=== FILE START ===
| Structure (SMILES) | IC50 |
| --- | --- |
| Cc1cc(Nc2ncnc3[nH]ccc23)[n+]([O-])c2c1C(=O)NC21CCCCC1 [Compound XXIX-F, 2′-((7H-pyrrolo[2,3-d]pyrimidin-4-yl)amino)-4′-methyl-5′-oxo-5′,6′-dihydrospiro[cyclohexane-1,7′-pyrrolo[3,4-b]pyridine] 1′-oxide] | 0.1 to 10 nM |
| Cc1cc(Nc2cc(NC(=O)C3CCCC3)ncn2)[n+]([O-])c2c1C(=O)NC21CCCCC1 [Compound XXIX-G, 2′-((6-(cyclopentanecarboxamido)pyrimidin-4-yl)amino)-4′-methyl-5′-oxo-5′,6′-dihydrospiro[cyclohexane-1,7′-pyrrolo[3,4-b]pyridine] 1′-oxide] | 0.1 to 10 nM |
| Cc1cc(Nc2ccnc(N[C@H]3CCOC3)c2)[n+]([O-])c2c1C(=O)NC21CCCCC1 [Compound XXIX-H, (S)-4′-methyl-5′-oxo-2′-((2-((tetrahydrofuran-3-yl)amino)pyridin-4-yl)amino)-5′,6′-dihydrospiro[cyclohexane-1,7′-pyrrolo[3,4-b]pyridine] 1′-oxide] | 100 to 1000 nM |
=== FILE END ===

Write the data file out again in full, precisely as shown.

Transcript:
| Structure (SMILES) | IC50 |
| --- | --- |
| Cc1cc(Nc2ncnc3[nH]ccc23)[n+]([O-])c2c1C(=O)NC21CCCCC1 [Compound XXIX-F, 2′-((7H-pyrrolo[2,3-d]pyrimidin-4-yl)amino)-4′-methyl-5′-oxo-5′,6′-dihydrospiro[cyclohexane-1,7′-pyrrolo[3,4-b]pyridine] 1′-oxide] | 0.1 to 10 nM |
| Cc1cc(Nc2cc(NC(=O)C3CCCC3)ncn2)[n+]([O-])c2c1C(=O)NC21CCCCC1 [Compound XXIX-G, 2′-((6-(cyclopentanecarboxamido)pyrimidin-4-yl)amino)-4′-methyl-5′-oxo-5′,6′-dihydrospiro[cyclohexane-1,7′-pyrrolo[3,4-b]pyridine] 1′-oxide] | 0.1 to 10 nM |
| Cc1cc(Nc2ccnc(N[C@H]3CCOC3)c2)[n+]([O-])c2c1C(=O)NC21CCCCC1 [Compound XXIX-H, (S)-4′-methyl-5′-oxo-2′-((2-((tetrahydrofuran-3-yl)amino)pyridin-4-yl)amino)-5′,6′-dihydrospiro[cyclohexane-1,7′-pyrrolo[3,4-b]pyridine] 1′-oxide] | 100 to 1000 nM |